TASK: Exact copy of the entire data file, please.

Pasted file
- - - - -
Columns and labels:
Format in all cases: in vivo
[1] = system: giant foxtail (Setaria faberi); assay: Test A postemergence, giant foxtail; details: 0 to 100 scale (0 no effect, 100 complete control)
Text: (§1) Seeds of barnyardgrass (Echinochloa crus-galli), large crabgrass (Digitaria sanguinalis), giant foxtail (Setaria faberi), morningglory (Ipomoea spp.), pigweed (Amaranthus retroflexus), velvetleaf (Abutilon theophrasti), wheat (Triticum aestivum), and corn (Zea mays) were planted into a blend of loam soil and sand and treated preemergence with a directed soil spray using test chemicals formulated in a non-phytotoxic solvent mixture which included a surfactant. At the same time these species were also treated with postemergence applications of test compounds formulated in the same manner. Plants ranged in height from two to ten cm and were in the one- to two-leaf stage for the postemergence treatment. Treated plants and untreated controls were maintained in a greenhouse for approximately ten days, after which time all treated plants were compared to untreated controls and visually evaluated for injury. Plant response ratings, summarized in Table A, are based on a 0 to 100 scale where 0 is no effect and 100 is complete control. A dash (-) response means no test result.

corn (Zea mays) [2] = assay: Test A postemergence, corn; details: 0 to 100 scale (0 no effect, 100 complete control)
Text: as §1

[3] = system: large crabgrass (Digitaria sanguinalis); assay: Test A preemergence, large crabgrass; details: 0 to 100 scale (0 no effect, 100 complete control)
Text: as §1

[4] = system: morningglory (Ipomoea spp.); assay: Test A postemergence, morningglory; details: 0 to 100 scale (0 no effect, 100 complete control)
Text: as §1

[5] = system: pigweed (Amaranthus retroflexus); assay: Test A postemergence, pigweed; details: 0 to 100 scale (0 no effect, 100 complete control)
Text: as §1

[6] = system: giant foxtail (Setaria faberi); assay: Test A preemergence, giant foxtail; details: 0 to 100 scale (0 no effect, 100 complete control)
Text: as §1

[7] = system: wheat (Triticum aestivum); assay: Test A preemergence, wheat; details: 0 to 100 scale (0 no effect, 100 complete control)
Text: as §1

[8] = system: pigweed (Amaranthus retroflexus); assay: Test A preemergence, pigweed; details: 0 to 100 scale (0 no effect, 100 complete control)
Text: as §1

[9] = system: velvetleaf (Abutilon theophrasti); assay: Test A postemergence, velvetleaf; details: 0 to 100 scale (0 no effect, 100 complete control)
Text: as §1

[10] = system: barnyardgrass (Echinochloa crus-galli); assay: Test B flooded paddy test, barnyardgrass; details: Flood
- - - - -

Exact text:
Columns and labels:
Format in all cases: in vivo
[1] = system: giant foxtail (Setaria faberi); assay: Test A postemergence, giant foxtail; details: 0 to 100 scale (0 no effect, 100 complete control)
Text: (§1) Seeds of barnyardgrass (Echinochloa crus-galli), large crabgrass (Digitaria sanguinalis), giant foxtail (Setaria faberi), morningglory (Ipomoea spp.), pigweed (Amaranthus retroflexus), velvetleaf (Abutilon theophrasti), wheat (Triticum aestivum), and corn (Zea mays) were planted into a blend of loam soil and sand and treated preemergence with a directed soil spray using test chemicals formulated in a non-phytotoxic solvent mixture which included a surfactant. At the same time these species were also treated with postemergence applications of test compounds formulated in the same manner. Plants ranged in height from two to ten cm and were in the one- to two-leaf stage for the postemergence treatment. Treated plants and untreated controls were maintained in a greenhouse for approximately ten days, after which time all treated plants were compared to untreated controls and visually evaluated for injury. Plant response ratings, summarized in Table A, are based on a 0 to 100 scale where 0 is no effect and 100 is complete control. A dash (-) response means no test result.

corn (Zea mays) [2] = assay: Test A postemergence, corn; details: 0 to 100 scale (0 no effect, 100 complete control)
Text: as §1

[3] = system: large crabgrass (Digitaria sanguinalis); assay: Test A preemergence, large crabgrass; details: 0 to 100 scale (0 no effect, 100 complete control)
Text: as §1

[4] = system: morningglory (Ipomoea spp.); assay: Test A postemergence, morningglory; details: 0 to 100 scale (0 no effect, 100 complete control)
Text: as §1

[5] = system: pigweed (Amaranthus retroflexus); assay: Test A postemergence, pigweed; details: 0 to 100 scale (0 no effect, 100 complete control)
Text: as §1

[6] = system: giant foxtail (Setaria faberi); assay: Test A preemergence, giant foxtail; details: 0 to 100 scale (0 no effect, 100 complete control)
Text: as §1

[7] = system: wheat (Triticum aestivum); assay: Test A preemergence, wheat; details: 0 to 100 scale (0 no effect, 100 complete control)
Text: as §1

[8] = system: pigweed (Amaranthus retroflexus); assay: Test A preemergence, pigweed; details: 0 to 100 scale (0 no effect, 100 complete control)
Text: as §1

[9] = system: velvetleaf (Abutilon theophrasti); assay: Test A postemergence, velvetleaf; details: 0 to 100 scale (0 no effect, 100 complete control)
Text: as §1

[10] = system: barnyardgrass (Echinochloa crus-galli); assay: Test B flooded paddy test, barnyardgrass; details: Flood